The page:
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Stimulating The Brain Makes The Fingers More Sensitive

Date:
October 19, 2005
Source:
Public Library of Science
Summary:
Functional magnetic resonance imaging and sensory threshold testing demonstrate that brief periods of transcranial magnetic stimulation can induce changes in somatosensory processing, according to a paper published in PLoS Biology.

Transcranial magnetic stimulation alters sensory perception and activity in sensory cortical areas.
Credit: Photo : Dinse et al.

Repetitive transcranial magnetic stimulation (rTMS) has emerged as an intriguing technique for exploring brain function, and a promising, though still unproven, form of therapy. This week, in the open-access journal PLoS Biology, Hubert Dinse and colleagues show that a short course of rTMS can increase finger sensitivity for up to two hours after treatment ends, and that this change corresponds to an increase in the size of the brain map representing the finger.

rTMS is applied with an electromagnetic coil in the shape of a figure-eight, placed on the scalp directly over the targeted portion of the brain. Short bursts of a strong magnetic pulse stimulate electrical currents within. Sensory input from each region of the body is represented on the surface of the brain, and the location of any region--in this case, the right index finger--can be mapped to allow precise targeting of the rTMS. The authors adjusted the strength of the magnetic field to just below that which triggered a sensory response in the finger, and then applied intermittent pulses of stimulation over the course of about ten minutes.

They tested the sensitivity of the index finger by determining how far apart two simultaneously applied pinpricks needed to be for the subject to distinguish them as separate stimuli. rTMS increased this two-point discrimination by about 15% immediately after stimulation, an effect that gradually diminished but still remained significant over the course of the next two hours. The effect was fairly specific for the right index finger: there was no effect on the left index finger, which is represented in the opposite hemisphere, and only a small effect on the right ring finger, which is represented several millimeters away from the index finger in the same hemisphere. When stimulation was applied over the area representing the lower leg, the index finger did not become more sensitive.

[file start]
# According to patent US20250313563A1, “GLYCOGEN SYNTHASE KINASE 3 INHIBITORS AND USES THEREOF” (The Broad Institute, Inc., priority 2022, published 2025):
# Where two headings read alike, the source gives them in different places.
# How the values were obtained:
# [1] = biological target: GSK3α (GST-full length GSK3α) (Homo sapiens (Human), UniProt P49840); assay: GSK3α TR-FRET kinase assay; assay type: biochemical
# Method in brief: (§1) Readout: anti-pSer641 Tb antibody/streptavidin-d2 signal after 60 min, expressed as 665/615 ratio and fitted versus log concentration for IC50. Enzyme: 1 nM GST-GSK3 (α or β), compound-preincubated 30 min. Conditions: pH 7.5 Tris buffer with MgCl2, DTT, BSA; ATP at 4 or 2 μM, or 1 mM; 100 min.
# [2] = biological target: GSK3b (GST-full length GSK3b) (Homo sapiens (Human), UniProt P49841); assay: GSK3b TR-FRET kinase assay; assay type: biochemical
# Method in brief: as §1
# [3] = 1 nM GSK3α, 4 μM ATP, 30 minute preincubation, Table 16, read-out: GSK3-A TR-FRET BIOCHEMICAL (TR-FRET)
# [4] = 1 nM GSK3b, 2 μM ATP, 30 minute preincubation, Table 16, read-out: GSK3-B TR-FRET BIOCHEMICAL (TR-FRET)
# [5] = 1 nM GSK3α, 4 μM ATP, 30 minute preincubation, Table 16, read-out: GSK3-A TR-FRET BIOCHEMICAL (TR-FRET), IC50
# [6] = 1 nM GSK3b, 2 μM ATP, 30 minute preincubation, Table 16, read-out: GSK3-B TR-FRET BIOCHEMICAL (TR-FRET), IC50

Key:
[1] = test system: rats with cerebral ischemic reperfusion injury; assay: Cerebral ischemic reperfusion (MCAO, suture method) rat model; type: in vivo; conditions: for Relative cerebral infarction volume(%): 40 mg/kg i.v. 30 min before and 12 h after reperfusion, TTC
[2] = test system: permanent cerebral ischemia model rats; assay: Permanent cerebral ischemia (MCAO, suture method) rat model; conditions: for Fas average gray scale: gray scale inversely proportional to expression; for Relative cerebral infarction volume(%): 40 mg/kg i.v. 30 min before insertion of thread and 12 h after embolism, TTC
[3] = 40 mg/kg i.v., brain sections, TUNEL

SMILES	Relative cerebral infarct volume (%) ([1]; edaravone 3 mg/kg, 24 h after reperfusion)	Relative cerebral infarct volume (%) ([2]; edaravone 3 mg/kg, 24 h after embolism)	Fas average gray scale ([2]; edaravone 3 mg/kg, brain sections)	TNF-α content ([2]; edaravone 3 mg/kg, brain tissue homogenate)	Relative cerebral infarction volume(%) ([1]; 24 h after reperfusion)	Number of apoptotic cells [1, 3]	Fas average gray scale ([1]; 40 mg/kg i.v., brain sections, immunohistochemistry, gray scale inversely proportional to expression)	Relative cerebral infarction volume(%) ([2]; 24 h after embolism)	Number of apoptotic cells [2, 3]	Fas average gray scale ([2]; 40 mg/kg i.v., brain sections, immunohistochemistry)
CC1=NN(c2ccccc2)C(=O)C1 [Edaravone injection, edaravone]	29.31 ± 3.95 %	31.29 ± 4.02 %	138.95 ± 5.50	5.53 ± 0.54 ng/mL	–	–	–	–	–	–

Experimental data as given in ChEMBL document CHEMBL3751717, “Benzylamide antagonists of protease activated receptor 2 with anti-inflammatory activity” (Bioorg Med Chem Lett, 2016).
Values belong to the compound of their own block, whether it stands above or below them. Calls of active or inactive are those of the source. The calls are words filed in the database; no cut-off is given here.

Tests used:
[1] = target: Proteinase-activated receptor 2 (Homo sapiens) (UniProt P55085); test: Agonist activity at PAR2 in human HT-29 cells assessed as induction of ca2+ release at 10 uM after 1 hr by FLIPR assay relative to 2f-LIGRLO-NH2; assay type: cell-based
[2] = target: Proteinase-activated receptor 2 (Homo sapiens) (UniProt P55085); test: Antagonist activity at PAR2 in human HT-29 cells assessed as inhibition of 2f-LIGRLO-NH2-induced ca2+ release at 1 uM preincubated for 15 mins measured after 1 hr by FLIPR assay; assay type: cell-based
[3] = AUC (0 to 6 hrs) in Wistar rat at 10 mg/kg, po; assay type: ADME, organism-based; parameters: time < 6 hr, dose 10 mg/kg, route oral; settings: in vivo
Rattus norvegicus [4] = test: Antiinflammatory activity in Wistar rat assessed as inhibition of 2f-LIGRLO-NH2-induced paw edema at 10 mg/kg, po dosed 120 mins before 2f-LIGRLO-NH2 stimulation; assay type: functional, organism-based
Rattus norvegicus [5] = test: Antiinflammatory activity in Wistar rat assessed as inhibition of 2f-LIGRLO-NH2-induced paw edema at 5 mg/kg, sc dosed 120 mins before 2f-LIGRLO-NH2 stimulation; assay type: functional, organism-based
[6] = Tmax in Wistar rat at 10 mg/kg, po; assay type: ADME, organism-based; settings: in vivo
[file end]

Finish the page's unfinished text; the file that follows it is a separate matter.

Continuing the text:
The authors used functional magnetic resonance imaging (fMRI) to see how the brain changed in response to the stimulation. They found that the region representing the index finger got larger, and that the degree of increase in any one subject corresponded to the degree of increased sensitivity in that same subject. As the sensory effect faded, so too did the fMRI changes. Thus, the cortex itself undergoes changes as a result of rTMS.

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Citation: Tegenthoff M, Ragert P, Pleger B, Schwenkreis P, Forster AF, et al. (2005) Improvement of tactile discrimination performance and enlargement of cortical somatosensory maps after 5 Hz rTMS. PLoS Biol 3(11): e362.



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Public Library of Science. "Stimulating The Brain Makes The Fingers More Sensitive." ScienceDaily. ScienceDaily, 19 October 2005. <www.sciencedaily.com/releases/2005/10/051019003056.htm>.
Public Library of Science. (2005, October 19). Stimulating The Brain Makes The Fingers More Sensitive. ScienceDaily. Retrieved July 29, 2014 from www.sciencedaily.com/releases/2005/10/051019003056.htm
Public Library of Science. "Stimulating The Brain Makes The Fingers More Sensitive." ScienceDaily. www.sciencedaily.com/releases/2005/10/051019003056.htm (accessed July 29, 2014).

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